Top Ten Tuesday: Books I'd watch as a BBC Mini-series
This week's TTT is a topic I already had a crack at a while ago (for a freebie, here: Books I would definitely watch as a trashy Netflix series) but I love this kind of post, so this time I've gone with books I'd like to see as a BBC mini-series! Which is a different kettle of fish from a Netflix series - slightly. The BBC are great at short series of four or six episodes, and shine at period dramas, crime dramas and adaptations (at the minute I'm loving A Suitable Boy.) So here are a few I'd like to see as a BBC box set.
Circle of Friends
The story of two best friends starting their first year at University in 1950's Dublin, this Maeve Binchy stalwart was adapted as a film in 1995 (see my review) but Andrew Davies made it all about the sex, which it kind of is, but also isn't, all about. Also lots of stereotypes. Also what was that ending!!! I think it'd work better as a series anyway, and I'd get Heidi Thomas (Call the Midwife, I Capture the Castle, Cranford, Little Women) or someone similar to adapt it. Light a Penny Candle might be good too.
How Green was my Valley
The story of a Welsh mining family in the valleys, this has been done before, but not since the seventies or something, and there are so many strands and characters, and lots of drama. Also there are loads of great Welsh actors around at the moment. I think Ruth Jones would be great as the mother, and Ioan Gruffudd would have made a lovely Mr, Gruffudd, but he's probably a bit too old now. I might let Andrew Davies (Pride and Prejudice 1995, War and Peace, Les Miserables, A Suitable Boy) do this one - he's good with the big family epics.
My Lady of Cleves
I love this book so much, so I'd be wary of it being adapted, but if done well I think it would be great. I can see the 'next times' in my head. The story follows Henry VIII's fourth wife, from when Holbein was sent to paint her, up until Henry's death. The premise is that Hans made her beautiful because they fell in love. Anne's is a good perspective from which to view Henry, and there are some great scenes I just need to see on screen. Getting the right actress for Anne would also be very important.
The story of a girl from Blackpool in the 1960's who moves to London to become a comedienne, this is my favourite Nick Hornby book and one of the only ones not to have been adapted yet. As it's basically an ode to TV, it should definitely be done as a TV series, not a film. Again getting the right girl to play Barbara/Sophie would be key. I'd probably do it in four episodes? I'd say Nick Hornby should adapt it himself (I loved An Education and Brooklyn) but I don't think he likes to adapt his own work, so I'd want a female screenwriter - preferably someone Northern. Or Paula Milne, who I watched an interview with on the writersroom once, and I think would be fab. David Nicholls might be a possibility.
The Chrestomanci Series
I definitely see this as Christmas or Easter family viewing - special event telly, maybe one book every year. The Chrestomanci Series has never been adapted for the screen and I don't understand why. Charmed Life seems like the sensible place to start but I think Magicians of Caprona and Witch Week and Christopher Chant would also be very visual. Who would I cast as Chrestomanci? I always thought Matthew Goode (because he looks like the guy in the illustrations...) but all the English actors at the minute have that tall, skinny, mild-eyed thing going on, so you could take your pick.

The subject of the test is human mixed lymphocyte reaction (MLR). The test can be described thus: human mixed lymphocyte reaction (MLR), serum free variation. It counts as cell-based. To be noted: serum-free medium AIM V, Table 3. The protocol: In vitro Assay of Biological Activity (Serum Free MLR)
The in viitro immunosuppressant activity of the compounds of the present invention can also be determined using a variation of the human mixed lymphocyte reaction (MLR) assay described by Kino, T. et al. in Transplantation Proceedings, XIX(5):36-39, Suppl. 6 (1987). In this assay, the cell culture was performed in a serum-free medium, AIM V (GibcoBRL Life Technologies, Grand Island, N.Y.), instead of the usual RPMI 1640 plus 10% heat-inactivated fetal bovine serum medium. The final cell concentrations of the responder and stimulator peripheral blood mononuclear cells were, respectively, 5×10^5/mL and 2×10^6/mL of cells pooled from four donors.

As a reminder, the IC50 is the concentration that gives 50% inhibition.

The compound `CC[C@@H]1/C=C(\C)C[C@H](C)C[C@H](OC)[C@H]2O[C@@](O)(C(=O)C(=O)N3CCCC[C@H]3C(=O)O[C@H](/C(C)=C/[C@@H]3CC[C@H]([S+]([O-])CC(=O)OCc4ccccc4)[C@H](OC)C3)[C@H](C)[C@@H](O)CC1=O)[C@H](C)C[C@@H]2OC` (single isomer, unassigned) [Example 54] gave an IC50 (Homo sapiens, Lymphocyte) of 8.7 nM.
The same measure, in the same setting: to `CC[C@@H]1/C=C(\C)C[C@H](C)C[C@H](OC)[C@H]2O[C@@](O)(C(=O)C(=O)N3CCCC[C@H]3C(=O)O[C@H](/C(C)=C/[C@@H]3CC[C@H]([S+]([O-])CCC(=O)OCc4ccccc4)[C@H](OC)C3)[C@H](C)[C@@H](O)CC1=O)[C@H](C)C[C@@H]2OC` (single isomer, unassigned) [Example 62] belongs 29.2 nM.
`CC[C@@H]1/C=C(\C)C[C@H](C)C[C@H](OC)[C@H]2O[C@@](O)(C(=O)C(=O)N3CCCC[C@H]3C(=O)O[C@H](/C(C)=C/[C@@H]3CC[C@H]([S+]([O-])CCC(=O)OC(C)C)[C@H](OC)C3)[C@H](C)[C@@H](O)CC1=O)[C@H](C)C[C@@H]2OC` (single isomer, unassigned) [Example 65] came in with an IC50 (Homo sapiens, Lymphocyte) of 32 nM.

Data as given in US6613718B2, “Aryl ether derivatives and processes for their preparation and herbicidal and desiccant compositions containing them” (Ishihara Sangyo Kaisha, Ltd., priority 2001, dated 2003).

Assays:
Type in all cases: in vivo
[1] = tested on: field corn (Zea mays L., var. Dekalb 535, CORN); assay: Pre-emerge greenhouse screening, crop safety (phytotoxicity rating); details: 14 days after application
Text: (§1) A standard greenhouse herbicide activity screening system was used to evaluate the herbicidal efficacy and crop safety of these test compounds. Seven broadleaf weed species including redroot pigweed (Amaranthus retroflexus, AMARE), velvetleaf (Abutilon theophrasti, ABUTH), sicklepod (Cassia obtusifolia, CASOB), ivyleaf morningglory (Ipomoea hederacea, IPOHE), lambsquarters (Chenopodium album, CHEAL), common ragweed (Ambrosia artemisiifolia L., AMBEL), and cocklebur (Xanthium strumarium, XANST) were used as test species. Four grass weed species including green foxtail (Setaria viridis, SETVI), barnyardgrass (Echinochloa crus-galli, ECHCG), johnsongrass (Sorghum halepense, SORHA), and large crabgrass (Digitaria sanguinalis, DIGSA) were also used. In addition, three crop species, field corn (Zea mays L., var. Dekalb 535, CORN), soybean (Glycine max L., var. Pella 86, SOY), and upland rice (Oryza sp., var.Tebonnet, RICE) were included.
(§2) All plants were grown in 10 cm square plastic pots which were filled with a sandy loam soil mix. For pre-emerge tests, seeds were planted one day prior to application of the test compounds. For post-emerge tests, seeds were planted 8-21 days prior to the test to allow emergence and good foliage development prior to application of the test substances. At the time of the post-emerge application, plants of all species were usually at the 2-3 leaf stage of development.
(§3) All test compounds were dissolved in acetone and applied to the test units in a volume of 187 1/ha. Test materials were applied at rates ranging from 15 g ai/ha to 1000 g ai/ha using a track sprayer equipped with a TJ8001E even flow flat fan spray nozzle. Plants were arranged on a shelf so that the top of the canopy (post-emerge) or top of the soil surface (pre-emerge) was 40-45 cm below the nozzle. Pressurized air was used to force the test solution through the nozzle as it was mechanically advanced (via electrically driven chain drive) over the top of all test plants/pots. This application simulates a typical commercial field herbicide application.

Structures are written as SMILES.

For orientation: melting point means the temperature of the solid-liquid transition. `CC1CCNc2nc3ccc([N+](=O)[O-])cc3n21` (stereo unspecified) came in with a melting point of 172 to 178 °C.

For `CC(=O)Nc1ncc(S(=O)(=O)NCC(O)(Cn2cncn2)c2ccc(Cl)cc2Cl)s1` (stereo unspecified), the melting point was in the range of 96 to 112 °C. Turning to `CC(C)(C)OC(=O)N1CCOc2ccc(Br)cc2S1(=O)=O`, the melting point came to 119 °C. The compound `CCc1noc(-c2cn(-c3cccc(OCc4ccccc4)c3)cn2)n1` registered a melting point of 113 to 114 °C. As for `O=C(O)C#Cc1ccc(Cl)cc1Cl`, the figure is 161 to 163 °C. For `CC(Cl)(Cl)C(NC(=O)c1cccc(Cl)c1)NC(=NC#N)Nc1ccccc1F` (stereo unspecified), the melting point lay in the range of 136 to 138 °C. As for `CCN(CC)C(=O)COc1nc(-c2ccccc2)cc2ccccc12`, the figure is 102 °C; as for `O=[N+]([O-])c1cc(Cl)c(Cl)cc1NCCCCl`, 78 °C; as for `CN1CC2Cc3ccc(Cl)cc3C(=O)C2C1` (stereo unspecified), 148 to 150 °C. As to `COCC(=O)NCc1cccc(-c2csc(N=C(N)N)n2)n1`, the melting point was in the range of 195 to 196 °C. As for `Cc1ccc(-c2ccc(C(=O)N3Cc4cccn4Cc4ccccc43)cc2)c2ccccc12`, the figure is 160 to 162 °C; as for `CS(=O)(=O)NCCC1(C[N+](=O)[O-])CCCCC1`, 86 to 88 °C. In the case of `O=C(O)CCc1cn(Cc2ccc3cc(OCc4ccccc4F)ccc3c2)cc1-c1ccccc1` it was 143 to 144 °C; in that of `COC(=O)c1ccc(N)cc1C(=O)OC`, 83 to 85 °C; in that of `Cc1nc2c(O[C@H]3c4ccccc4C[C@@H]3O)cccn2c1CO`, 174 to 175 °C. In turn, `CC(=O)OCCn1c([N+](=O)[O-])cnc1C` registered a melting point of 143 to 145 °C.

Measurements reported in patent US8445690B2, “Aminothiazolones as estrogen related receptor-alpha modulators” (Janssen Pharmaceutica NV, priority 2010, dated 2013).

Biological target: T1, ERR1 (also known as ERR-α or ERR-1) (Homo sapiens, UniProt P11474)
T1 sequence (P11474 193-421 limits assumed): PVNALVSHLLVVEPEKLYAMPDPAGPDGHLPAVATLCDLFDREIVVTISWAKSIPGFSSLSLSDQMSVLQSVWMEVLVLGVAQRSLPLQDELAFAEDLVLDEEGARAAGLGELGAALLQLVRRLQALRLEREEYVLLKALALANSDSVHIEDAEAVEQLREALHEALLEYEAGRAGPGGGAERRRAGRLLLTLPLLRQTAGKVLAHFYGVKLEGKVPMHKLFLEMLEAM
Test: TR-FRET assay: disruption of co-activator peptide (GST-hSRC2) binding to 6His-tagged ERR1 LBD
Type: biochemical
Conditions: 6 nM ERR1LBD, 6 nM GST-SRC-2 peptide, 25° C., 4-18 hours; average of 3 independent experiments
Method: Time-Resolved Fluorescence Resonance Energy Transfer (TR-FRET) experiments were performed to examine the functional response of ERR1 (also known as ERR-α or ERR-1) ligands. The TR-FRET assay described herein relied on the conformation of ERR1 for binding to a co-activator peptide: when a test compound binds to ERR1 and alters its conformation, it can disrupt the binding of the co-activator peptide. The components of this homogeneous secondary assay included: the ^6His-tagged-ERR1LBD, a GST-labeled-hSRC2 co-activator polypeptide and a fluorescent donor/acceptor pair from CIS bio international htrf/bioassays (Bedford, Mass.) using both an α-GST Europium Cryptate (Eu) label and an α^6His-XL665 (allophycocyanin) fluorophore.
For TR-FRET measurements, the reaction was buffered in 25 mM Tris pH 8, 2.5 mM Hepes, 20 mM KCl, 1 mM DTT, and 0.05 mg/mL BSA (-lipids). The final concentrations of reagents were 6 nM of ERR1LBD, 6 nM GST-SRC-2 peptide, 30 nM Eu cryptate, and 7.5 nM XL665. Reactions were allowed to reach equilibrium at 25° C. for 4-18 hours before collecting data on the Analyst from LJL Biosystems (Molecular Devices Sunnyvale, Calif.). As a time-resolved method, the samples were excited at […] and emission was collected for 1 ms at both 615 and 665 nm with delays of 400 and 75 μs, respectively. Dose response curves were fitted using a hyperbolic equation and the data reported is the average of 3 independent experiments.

I've not read these, but they're a crime series where the detective is a monk in Tudor England. I can definitely see that as a BBC drama, very dark and atmospheric - maybe two or three episodes per book, or long 90 minute episodes like Endeavour. And they could use the costumes from Wolf Hall.
When Hitler Stole Pink Rabbit
Another one that would be good family viewing, like His Dark Materials or Our Zoo (or back in the day - Goodnight Mr. Tom.) Judith Kerr's autobiographical novel is the story of her flight from Nazi Germany as a child and her life as a Refugee in Switzerland and France. The first book ends as she comes to England, but if they wanted to carry on, in the second one she's sixteen or seventeen during the War (first love/art college/the Blitz) and in the third she goes back to Germany after the war as a young woman. Either way, I think it'd be very relevant in the current climate.
The second of Roald Dahl's biographies aimed at children, I only read Going Solo as an adult and liked it a lot. It starts off as he goes off to Africa to work for Shell, after leaving school, and then WW2 breaks out. A lot of it focuses on his flying, but being in Africa at the beginning of the war is interesting, and it'd look great as a big location piece. Expensive though, probably. And you'd have to be careful of the depiction of Colonial Africa, although in the book he mostly makes fun of the Colonials, who are depicted as pretty bonkers as a whole.
This should be a film really, because the songs are the big draw (could you do a TV series like this with songs? Would it work?) But I can see it as a mini-series too, probably in three or four parts. And Willy Russell could do the screenplay himself, if not, there's always Jimmy McGovern. The story of two brothers, separated at birth and raised only streets away from each other in Liverpool, the characters are strong and the story has so much drama, even if it's melodrama. You'd miss the songs, but then, they did it with Les Mis.
We did this as a set text in year seven at school, and I reckon it'd be a lot of fun on CBBC. Basically it's a kids horror adventure, where a class of eleven year olds go on a school trip to Whitby and there are lots of mysterious goings on in the hotel they stay at. Spoilers, but the ending involves the kids ending Dracula in Room 13, with a gift shop torch and a stick of rock.
Would you watch any of these? What would you like to see as a BBC series?